We took the summer off before heading off to camp, I wrote about that in a previous blog entry. I also had the opportunity to drive my mother up to Minnesota to see her family. We went in my mauve Rambler American, the first new car I ever owned. Hey, don't laugh, it was a
good car, I gave it to my father when I went in the Navy and he drove it practically the rest of his life. One of the high points of that trip was loading Mom, Grandma, Grandpa and Uncle Edwin in the car and having some clown run a stop sign and hit the car hard enough to spin it all around. Ha ha, what fun. No one was hurt and damage to the car was barely noticeable. Boy, they don't make cars like that anymore.

On the way back to Miami, we visited my cousin Audrey and her husband-to-be Andrew Houlihan. They were living in New Orleans and I distinctly remember deciding that as long as we were in the neighborhood, we would have to swing by and see them. Yeah, it's hard to reconcile how Minnesota and New Orleans were in the same 'neighborhood'. But I'm so glad we did because I got to meet Andrew and I thought immediately that he was so cool and had this dynamite southern accent. My instincts were right because even now, after all these years, he's still cool.


But the summer ended, I went to the beach a few last times to finish working on my tan preparing for the skin cancer that would come later. When we were visiting my Aunt Del and Uncle Mel (that's Uncle Mel to the right) up north with my mother, I happened to cross my legs and the skin on my leg showed. Well, Uncle Mel's eyes bugged out like you see sometimes in old cartoons. He asked, "Are you that dark all over??" He was stunned. This was a man born and raised in Minnesota in the heart of white-leg country. I think it had a profound impact on his whole belief system.

By now, my brother Dave had already moved to the Buffalo, New York area and was preparing for his marriage to the lovely Miss Donna Krueger.
So as I prepared to leave to go off to boot camp, it never occurred to me that I was leaving my parents with an empty nest. And while it's true that they were never what you might call 'demonstrative' it may have at least been nice if I had awakened long enough to recognize what was going on around me and acknowledge it somehow. 'It never occurred to me' - a phrase I often use even to this day. But I was excited because I was taking my first jet aircraft trip. Bob and I were off to Chicago and on to the Great Lakes Naval Training Center where I would be introduced to 'culture shock' before they had even invented the word.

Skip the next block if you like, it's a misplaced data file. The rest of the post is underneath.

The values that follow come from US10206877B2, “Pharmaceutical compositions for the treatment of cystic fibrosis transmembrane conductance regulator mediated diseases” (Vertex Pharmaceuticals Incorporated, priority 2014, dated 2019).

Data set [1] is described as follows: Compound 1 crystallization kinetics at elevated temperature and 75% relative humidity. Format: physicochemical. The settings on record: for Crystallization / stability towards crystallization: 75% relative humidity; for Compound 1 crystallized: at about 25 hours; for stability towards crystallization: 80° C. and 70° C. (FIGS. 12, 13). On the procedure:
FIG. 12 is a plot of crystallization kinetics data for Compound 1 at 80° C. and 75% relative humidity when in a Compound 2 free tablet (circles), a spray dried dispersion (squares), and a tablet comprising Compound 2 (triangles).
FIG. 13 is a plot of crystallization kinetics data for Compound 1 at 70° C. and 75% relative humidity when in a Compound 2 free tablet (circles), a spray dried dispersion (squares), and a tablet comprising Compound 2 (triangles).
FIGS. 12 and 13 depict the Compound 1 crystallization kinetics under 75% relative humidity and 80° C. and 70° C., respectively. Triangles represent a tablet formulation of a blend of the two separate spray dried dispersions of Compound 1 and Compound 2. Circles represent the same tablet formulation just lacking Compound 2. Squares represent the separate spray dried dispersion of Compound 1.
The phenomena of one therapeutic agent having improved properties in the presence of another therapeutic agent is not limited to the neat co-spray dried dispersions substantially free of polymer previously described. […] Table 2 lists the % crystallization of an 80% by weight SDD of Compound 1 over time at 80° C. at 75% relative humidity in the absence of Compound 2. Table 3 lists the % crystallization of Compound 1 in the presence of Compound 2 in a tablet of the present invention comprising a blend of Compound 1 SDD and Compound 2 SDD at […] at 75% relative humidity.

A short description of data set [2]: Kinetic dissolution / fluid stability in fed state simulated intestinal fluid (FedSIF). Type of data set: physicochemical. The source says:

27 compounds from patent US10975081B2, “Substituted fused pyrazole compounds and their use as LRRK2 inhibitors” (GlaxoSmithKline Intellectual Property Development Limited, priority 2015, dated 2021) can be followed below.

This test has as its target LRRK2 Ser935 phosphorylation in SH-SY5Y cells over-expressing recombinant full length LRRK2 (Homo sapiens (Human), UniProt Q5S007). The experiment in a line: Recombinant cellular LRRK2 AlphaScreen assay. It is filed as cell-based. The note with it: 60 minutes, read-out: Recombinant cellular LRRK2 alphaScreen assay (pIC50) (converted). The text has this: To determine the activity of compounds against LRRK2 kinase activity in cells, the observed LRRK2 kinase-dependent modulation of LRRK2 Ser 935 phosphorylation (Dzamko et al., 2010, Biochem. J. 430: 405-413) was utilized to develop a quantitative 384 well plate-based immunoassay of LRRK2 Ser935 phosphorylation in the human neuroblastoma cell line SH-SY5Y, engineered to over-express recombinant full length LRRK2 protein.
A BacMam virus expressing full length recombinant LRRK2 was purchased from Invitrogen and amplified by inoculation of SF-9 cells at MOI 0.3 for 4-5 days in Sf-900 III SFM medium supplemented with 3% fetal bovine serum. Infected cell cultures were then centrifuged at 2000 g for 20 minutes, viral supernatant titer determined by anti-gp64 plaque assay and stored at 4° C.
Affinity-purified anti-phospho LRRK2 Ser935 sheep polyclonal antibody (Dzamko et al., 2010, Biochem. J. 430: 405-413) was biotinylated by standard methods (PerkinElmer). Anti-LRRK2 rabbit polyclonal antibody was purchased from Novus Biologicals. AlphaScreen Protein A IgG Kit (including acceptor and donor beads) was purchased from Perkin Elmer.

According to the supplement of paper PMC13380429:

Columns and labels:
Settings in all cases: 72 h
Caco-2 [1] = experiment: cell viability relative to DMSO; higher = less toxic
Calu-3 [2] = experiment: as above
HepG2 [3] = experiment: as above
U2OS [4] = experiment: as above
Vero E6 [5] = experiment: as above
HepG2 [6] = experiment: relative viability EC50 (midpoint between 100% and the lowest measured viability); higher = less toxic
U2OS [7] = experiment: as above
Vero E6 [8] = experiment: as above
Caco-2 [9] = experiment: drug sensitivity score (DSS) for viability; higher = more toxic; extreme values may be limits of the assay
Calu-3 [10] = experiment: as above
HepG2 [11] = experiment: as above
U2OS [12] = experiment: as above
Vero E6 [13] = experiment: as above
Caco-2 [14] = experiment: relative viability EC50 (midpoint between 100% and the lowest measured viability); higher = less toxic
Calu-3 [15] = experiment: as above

Sunday, February 1, 2009

William Jennings Bryan


I was recently contacted by one of my friends from elementary school. For some of you, that may not seem like a big deal, but for me, that was a long time ago and far away. The Internet is such an amazing tool, just wait until we actually make real use of it. But this happening fits pretty well with the 'History of Northern Miami' thing I have going on.


Roads were few and far between in northern Miami, the real highway was the Florida East Coast Railroad. Flagler, the builder, was smart enough to build a lot of stations along the way at settlements which developed into towns. The most northern of these was Ojus at what is now Miami Gardens Drive and the West Dixie Highway. Below that was Fulford named for a weather station watchman who took care of stranded people and recorded the weather along the beach near Snake Creek. Fulford, which was roughly at 163rd Street and the West Dixie was renamed Miami Shores and when there was a conflict with the other Miami Shores farther to the south, renamed again to North Miami Beach.

The next town (OK, railroad station) to the south was Arch Creek. This place was very special because it had a natural limestone arch cut out by the northern branch of Arch Creek. This place had been inhabited by Indians for a long time and was one of the first places settled by non-Indians in the Miami area. There were farms and mills and storage warehouses and it grew a lot faster after the railroad arrived. The arch collapsed in 1973, but they've built a nice park there, maybe they'll rebuild the arch.

Incidently, I grew up along the southern branch of Arch Creek right alongside a canal that had been cut to help drain the swamp that fed the southern branch. It didn't quite work, because it was still a black muck swamp that would make sucking sounds when you stepped on it and your footprint would fill up with water. And, yeah, there were the requisite snakes and bugs and land crabs that contribute to the whole 'swamp' experience. My brother and I would tramp around in there in our bare feet. Geez.

Arch Creek developed into enough of a town that they needed a school, so one was built along what is now 125th Street about a block west of the railroad tracks in 1905. It was replaced by a two story, multi-room wooden building in 1914. Then in 1918, a much larger stucco building was constructed next door to the west on the site of the current William Jennings Bryan Elementary School. It was a smaller version of today's school and it burned to the ground just a few years later. The current school was built on that site in 1928 and named for a popular politician who had run for President three times and lived part-time in Miami.

That means when I started there in 1953, the building was only 25 years old. But based on the rest of what I knew of Miami, that was impossibly old. It was open air, with a court yard, no air conditioning and a wonderful library which was my first library exposure.

So thanks to Richard Scandore Weber contacting me, some other names have come to mind. I remembered Richard, he was my friend. And I remember Nancy Lee Sheridan and Tommy Septembre and Suzanne Slade and Russell Jacobs and Carol Craig. Where are these people now, what are they doing? Do any of them remember me? Why don't I remember more of them? Are they alive or dead? Do they have pleasant memories of the courtyard at Bryan? What do you want to bet the Internet is going to answer some of those questions?